SARS commissioner Edward Kieswetter elected chair of World Customs Organization
Edward Kieswetter is the new chair of the World Customs Organization. His appointment places South Africa again at the centre stage of the global customs industry, with the opportunity to influence best practice standards.
The commissioner of the SA Revenue Service (SARS), Edward Kieswetter, has been appointed chair of the World Customs Organisation, becoming the second South African to chair the Brussels-based intergovernmental body.
The World Customs Organisation is recognised as the voice of the global customs community. It is responsible for, among other things, setting security standards for international cargo shipments, harmonisation of customs procedures, trade supply chain security, the facilitation of international trade, and lobbying against the movement of counterfeit products. The World Customs Organisation has 185 countries as members, representing more than 98% of all international trade.
Public Enterprises Minister Pravin Gordhan, who is also a former SARS commissioner, chaired the World Customs Organisation between 2001 and 2006.
The appointment of Kieswetter as the chair of the World Customs Organisation, after being elected during the intergovernmental body’s council session on 24 June in Brussels, places South Africa again at the centre stage of the global customs industry, with the opportunity to influence best practice standards.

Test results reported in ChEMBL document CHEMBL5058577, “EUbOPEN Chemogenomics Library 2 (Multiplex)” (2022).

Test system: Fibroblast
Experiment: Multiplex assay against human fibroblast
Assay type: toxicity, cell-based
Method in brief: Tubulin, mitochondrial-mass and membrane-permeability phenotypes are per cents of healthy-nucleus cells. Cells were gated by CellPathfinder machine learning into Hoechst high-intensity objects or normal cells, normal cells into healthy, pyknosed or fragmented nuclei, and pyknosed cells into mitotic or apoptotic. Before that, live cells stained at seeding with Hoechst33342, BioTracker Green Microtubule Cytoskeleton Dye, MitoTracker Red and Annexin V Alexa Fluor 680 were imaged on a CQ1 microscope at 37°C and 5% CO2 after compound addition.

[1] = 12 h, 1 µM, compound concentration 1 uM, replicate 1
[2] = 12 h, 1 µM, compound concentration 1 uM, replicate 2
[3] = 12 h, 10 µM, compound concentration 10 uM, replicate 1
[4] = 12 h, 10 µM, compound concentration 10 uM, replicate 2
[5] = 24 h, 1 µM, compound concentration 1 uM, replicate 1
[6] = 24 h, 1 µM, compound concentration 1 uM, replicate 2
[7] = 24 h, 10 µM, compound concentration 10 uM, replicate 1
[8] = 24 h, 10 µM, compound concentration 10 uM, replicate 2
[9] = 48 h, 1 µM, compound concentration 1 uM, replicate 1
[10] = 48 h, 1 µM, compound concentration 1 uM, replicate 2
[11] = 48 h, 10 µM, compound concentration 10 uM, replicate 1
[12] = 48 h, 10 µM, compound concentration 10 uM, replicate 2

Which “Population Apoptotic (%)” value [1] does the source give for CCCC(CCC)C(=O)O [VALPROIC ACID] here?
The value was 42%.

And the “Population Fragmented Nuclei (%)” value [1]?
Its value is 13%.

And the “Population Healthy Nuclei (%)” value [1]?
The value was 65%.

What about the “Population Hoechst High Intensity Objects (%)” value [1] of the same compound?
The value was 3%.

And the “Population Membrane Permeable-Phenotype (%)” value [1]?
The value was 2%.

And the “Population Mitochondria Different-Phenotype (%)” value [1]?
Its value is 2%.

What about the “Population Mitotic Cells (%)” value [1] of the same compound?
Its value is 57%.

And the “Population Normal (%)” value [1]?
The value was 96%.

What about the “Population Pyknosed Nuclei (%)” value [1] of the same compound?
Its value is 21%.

Kieswetter said his appointment as the World Customs Organisation chair acknowledges the leadership of SARS and its efforts to turn the tax collection agency around following a decade of State Capture corruption.
Two commissions of inquiry (the Zondo and Nugent commissions) have placed former president Jacob Zuma, former SARS commissioner Tom Moyane and the US-based management consultancy firm Bain at the centre of capturing, restructuring and destroying SARS.
In one of many examples, Moyane awarded Bain a tender in 2014 to restructure SARS’s operations, including overhauling its IT infrastructure and changing its organisational/governance structure. The restructuring, which was not needed in the first place, destroyed key SARS units, including its large business centre, legal and compliance units, and enforcement capacity. About 200 senior managers were displaced, and several skilled employees left SARS, weakening its world-class capacity to collect tax revenue.
Kieswetter, who was appointed four years ago as the SARS commissioner, has focused on rebuilding capacity at SARS, bringing back skills and business units that were lost to State Capture corruption. Today, SARS can collect taxes that even overshoot the government’s initial projections.
“Leadership is an inordinate responsibility and a rare privilege to assist international efforts to bring matters of customs to the centre of international trade facilitation. This election is ample evidence that the leadership of SARS in matters of customs is acknowledged after many years of State Capture,” said Kieswetter about his appointment. He succeeds Ahmed Al Khalifa, the director-general of Bahrain’s customs services.
Kieswetter has targeted at least two priorities or agendas during this chairpersonship, which usually runs for five years.
The first aspect of this agenda includes working with his colleagues and peers from the 185 member countries to listen actively and to ensure that the World Customs Organisation’s strategic intent finds practical expression. The second aspect of this agenda will advocate greater inclusivity, with a strong focus on women and people with disabilities. DM